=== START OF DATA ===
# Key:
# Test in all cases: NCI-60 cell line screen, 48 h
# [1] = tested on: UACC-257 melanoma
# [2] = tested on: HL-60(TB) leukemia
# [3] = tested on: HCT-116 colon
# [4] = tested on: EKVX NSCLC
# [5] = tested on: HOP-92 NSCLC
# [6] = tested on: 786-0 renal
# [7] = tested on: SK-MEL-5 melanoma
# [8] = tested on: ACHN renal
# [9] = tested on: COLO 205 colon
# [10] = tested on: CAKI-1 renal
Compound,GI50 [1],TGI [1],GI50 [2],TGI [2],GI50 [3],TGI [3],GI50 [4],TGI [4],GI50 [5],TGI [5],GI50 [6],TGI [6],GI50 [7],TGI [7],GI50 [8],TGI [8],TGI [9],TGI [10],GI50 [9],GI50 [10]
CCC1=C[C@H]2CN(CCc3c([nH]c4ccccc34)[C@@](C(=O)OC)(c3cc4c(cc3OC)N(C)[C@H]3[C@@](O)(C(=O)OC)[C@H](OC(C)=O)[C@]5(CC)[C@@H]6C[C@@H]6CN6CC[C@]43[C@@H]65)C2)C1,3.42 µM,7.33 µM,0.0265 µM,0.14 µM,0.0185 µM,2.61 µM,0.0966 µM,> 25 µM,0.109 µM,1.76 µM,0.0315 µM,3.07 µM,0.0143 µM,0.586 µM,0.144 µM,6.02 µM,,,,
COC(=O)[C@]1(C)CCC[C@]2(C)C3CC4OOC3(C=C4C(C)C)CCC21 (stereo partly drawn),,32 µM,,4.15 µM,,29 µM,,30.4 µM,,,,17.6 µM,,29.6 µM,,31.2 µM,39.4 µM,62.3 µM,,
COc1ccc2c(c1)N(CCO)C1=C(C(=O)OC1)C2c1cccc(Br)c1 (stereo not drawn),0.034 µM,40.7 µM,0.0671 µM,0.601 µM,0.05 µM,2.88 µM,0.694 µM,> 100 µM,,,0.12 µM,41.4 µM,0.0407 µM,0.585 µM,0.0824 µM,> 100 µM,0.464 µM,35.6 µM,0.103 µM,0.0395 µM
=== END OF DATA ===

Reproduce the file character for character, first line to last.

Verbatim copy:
# Key:
# Test in all cases: NCI-60 cell line screen, 48 h
# [1] = tested on: UACC-257 melanoma
# [2] = tested on: HL-60(TB) leukemia
# [3] = tested on: HCT-116 colon
# [4] = tested on: EKVX NSCLC
# [5] = tested on: HOP-92 NSCLC
# [6] = tested on: 786-0 renal
# [7] = tested on: SK-MEL-5 melanoma
# [8] = tested on: ACHN renal
# [9] = tested on: COLO 205 colon
# [10] = tested on: CAKI-1 renal
Compound,GI50 [1],TGI [1],GI50 [2],TGI [2],GI50 [3],TGI [3],GI50 [4],TGI [4],GI50 [5],TGI [5],GI50 [6],TGI [6],GI50 [7],TGI [7],GI50 [8],TGI [8],TGI [9],TGI [10],GI50 [9],GI50 [10]
CCC1=C[C@H]2CN(CCc3c([nH]c4ccccc34)[C@@](C(=O)OC)(c3cc4c(cc3OC)N(C)[C@H]3[C@@](O)(C(=O)OC)[C@H](OC(C)=O)[C@]5(CC)[C@@H]6C[C@@H]6CN6CC[C@]43[C@@H]65)C2)C1,3.42 µM,7.33 µM,0.0265 µM,0.14 µM,0.0185 µM,2.61 µM,0.0966 µM,> 25 µM,0.109 µM,1.76 µM,0.0315 µM,3.07 µM,0.0143 µM,0.586 µM,0.144 µM,6.02 µM,,,,
COC(=O)[C@]1(C)CCC[C@]2(C)C3CC4OOC3(C=C4C(C)C)CCC21 (stereo partly drawn),,32 µM,,4.15 µM,,29 µM,,30.4 µM,,,,17.6 µM,,29.6 µM,,31.2 µM,39.4 µM,62.3 µM,,
COc1ccc2c(c1)N(CCO)C1=C(C(=O)OC1)C2c1cccc(Br)c1 (stereo not drawn),0.034 µM,40.7 µM,0.0671 µM,0.601 µM,0.05 µM,2.88 µM,0.694 µM,> 100 µM,,,0.12 µM,41.4 µM,0.0407 µM,0.585 µM,0.0824 µM,> 100 µM,0.464 µM,35.6 µM,0.103 µM,0.0395 µM